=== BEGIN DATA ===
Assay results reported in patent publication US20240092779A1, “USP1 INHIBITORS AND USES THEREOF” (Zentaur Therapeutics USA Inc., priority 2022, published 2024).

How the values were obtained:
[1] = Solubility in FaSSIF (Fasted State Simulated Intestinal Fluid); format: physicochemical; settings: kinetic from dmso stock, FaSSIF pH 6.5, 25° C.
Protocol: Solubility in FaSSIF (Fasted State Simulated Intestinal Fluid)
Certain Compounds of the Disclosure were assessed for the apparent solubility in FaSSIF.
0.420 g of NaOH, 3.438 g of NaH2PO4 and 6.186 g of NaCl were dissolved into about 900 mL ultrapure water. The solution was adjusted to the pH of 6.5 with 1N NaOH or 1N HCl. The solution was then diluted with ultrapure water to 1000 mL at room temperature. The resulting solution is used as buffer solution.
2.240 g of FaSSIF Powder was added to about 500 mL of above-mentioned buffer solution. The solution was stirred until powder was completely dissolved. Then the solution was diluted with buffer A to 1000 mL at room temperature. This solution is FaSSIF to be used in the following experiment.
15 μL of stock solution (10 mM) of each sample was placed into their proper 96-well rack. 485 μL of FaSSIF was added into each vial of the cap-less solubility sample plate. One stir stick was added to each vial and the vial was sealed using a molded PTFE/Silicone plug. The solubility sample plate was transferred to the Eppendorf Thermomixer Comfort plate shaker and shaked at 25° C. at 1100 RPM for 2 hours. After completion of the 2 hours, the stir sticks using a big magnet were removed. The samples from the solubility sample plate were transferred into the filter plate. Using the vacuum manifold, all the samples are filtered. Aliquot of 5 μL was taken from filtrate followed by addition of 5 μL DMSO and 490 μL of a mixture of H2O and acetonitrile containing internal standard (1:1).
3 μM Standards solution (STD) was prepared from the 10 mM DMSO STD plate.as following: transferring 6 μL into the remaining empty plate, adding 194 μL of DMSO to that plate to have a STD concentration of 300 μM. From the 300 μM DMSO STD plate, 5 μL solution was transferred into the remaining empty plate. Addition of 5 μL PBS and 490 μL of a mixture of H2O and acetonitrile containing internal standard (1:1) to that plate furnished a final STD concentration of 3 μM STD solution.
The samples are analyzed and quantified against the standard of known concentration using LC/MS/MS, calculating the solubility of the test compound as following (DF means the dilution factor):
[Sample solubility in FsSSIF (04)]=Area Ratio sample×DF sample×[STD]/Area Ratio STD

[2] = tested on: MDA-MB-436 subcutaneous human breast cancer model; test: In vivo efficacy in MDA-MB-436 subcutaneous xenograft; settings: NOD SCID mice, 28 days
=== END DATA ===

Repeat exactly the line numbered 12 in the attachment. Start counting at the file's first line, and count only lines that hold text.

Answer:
[2] = tested on: MDA-MB-436 subcutaneous human breast cancer model; test: In vivo efficacy in MDA-MB-436 subcutaneous xenograft; settings: NOD SCID mice, 28 days